Udaipur INDIA

I must say, when I arrived in Udaipur and wandered around the city, I call it Venice of India! Apparently Udaipur is a lake city! Udaipur was founded in 1559 by Maharana Udai Singh II as the final capital of the erstwhile Mewar kingdom, located in the fertile circular valley-"Girwa" to the southwest of Nagda, on the Banas River. Maharana Udai Singh II, in the wake of 16th century decided to move his capital to a more secure location, importance of which he had realized during his exile at Kumbhalgadh. Ayad was flood-prone, so he chose the ridge east of Pichola Lake to start his new capital city.





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Our hotel on Lake Pichola




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Wander around market and streets of Udaipur...






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Udaipur was founded in 1559 by Maharana Udai Singh II as the final capital of the erstwhile Mewar kingdom, located in the fertile circular valley-"Girwa" to the southwest of Nagda, on the Banas River. Maharana Udai Singh II, in the wake of 16th century decided to move his capital to a more secure location, importance of which he had realized during his exile at Kumbhalgadh. Ayad was flood-prone, so he chose the ridge east of Pichola Lake to start his new capital city, where he came upon a hermit while hunting in the foothills of the Aravalli Range. The hermit blessed the king and asked him to build a palace on the spot, assuring him it would be well protected. Udai Singh II consequently established a residence on the site. 



City Palace, Udaipur, is a palace complex in Udaipur, in the Indian state Rajasthan. It was built over a period of nearly 400 years being contributed by several kings of the dynasty, starting by the Maharana Udai Singh II as the capital of the Sisodia Rajput clan in 1559, after he moved from Chittor. It is located on the east bank of the Lake Pichola and has several palaces built within its complex.

The City Palace in Udaipur was built in a flamboyant style and is considered the largest of its type in Rajasthan, a fusion of the Rajasthani and Mughal architectural styles, and was built on a hill top that gives a panoramic view of the city and its surrounding, including several historic monuments such as the Lake Palace in Lake Pichola, the Jag Mandir on another island in the lake, the Jagdish Temple close to the palace, the Monsoon Palace on top of an overlooking hillock nearby and the Neemach Mata temple. These structures are linked to the filming of the James Bond movie Octopussy, which features the Lake Palace and the Monsoon Palace. 














The silver furniture...

My big fat Indian wedding, apparently you can rent the palace for your wedding, I just wonder how much will it cost? OR I shouldn't ask!

These flowers are hand-weaved!


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These note books are hand made and to die for! I think I bought over a dozen of them...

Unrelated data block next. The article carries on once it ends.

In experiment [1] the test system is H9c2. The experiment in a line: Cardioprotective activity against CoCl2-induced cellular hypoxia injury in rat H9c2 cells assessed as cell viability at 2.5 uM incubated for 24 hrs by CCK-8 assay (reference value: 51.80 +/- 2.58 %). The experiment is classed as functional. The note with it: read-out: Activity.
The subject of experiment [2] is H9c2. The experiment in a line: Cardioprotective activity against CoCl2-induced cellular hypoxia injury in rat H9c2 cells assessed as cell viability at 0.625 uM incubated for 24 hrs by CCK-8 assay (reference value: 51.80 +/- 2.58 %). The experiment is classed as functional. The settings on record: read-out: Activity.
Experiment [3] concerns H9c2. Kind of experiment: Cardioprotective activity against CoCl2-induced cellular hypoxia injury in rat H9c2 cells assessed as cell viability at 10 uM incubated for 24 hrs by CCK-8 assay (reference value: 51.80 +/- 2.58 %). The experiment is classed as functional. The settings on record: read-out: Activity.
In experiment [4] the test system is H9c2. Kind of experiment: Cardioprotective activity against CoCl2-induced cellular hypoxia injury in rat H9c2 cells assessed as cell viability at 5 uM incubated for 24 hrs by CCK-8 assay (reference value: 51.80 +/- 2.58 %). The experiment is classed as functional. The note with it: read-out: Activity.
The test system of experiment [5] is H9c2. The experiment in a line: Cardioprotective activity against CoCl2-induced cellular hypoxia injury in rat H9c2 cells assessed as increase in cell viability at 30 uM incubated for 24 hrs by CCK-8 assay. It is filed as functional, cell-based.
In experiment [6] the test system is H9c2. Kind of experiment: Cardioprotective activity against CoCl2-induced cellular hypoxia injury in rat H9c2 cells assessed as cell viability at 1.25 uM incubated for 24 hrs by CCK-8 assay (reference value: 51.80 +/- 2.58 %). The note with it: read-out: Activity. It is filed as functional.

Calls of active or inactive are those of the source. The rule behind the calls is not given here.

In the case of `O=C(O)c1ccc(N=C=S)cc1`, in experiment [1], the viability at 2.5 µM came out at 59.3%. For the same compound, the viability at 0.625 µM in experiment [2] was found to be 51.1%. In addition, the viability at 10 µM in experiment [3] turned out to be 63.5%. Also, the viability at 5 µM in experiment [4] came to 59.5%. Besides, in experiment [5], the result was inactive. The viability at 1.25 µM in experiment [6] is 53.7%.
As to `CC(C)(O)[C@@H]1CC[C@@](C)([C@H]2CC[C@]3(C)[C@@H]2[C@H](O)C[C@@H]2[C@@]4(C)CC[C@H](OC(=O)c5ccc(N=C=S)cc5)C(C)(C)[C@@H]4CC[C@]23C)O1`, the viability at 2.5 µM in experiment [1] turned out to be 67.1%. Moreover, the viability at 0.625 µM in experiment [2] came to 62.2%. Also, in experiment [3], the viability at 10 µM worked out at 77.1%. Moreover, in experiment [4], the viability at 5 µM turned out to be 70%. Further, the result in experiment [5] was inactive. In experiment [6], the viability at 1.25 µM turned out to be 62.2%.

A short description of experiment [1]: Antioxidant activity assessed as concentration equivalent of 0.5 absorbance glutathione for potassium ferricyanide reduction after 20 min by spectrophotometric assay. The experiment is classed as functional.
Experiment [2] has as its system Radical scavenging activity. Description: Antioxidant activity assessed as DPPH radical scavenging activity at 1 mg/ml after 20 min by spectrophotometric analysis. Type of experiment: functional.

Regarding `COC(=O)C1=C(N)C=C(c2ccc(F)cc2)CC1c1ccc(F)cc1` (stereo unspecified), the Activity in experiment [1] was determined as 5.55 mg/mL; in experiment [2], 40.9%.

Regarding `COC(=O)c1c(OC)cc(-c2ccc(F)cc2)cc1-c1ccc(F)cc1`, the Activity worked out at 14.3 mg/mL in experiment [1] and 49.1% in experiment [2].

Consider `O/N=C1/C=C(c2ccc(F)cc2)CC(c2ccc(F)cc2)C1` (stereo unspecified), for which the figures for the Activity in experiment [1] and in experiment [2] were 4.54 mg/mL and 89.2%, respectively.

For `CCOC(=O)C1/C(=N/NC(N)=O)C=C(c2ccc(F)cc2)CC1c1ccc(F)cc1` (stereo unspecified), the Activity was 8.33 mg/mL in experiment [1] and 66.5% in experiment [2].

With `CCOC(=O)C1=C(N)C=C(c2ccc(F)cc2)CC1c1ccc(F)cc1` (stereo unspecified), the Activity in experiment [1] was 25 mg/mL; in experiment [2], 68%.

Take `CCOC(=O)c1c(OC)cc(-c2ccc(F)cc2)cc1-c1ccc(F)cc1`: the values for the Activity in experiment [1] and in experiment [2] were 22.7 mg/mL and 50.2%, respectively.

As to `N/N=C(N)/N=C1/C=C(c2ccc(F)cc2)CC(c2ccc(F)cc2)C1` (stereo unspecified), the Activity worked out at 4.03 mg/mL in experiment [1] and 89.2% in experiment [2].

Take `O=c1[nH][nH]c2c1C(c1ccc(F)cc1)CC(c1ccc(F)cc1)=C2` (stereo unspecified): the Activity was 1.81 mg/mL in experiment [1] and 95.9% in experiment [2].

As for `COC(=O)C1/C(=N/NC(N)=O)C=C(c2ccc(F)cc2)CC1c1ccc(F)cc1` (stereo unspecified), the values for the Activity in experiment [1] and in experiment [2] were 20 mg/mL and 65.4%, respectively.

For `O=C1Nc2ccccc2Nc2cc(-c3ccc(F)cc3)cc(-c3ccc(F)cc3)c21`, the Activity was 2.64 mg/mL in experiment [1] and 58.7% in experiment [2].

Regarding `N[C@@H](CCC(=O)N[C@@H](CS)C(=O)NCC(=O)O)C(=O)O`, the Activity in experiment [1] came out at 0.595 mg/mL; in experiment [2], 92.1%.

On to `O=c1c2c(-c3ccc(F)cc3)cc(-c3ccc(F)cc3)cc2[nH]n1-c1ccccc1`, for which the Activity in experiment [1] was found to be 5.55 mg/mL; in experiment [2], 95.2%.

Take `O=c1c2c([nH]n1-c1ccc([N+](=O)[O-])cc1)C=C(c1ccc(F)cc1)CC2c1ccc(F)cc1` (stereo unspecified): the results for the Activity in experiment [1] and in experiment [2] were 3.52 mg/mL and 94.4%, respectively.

Perfect as gifts!
The market outside the palace and the small shops around it just to die for! I have so many things purchased here... I regret I didn't buy more! But its a reason to come back! :)

The lake palace



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View of the City Palace

We wander again at the evening just before sunset and heading to Museum Bagore Ki Haveli.

And we are back to the museum at the evening for the light, sound and dance performance! 
Exciting!

Shri Amarchand Badwa, who was the Prime Minister of Mewar from 1751-1778 built this haveli. Following the death of Amarchand, the edifice came under the domain of the Mewari Royal Family and Bagore-ki-Haveli was occupied by Nath Singh, a relative of the then maharana. In 1878, the natural father of Sajjan Singh, Maharaj Shakti Singh of Bagore extended the haveli and built the triple-arched gateway, and the property remained in the possession of Mewar State until 1947. After Independence, the Government of Rajasthan used the buildings for housing Government employees, but, as with other national properties, where there was nobody with a vested interest in the standards of maintenance, damage and neglect went unchecked, and for almost forty years, the haveli’s condition deteriorated to a deplorable extent. The Government was eventually persuaded to relinquish their hold on the haveli and in 1986; it was handed over to the West Zone Cultural Centre. 


Anything with light and music, is just magical!




And the folk dance, were just incredible...




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Now... the boat ride. A boat tour around on the Pichola Lake

Lake palace behind me

The bathing ghat






Lake Pichola hotel



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The Oberoi Udaivillas link here
The place is to die for! But seriously, I can't afford it!



Jag Mandir is a palace built on an island in the Lake Pichola. It is also called the "Lake Garden Palace". Its construction is credited to three Maharanas of the Sisodia Rajputs of Mewar kingdom. The construction of the palace was started in 1551 by Maharana Amar Singh, continued by Maharana Karan Singh (1620–1628) and finally completed by Maharana Jagat Singh I (1628–1652). It is named as "Jagat Mandir" in honour of the last named Maharana Jagat Singh. The royal family used the palace as a summer resort and pleasure palace for holding parties. 

Nowadays it is a high end restaurant -look at the elephant jetties!
[this image of elephant jetty is not mine, I Google this one]



off to the next city and the last train ride ...

thank you all for viewing the post and reading the bits...
xxx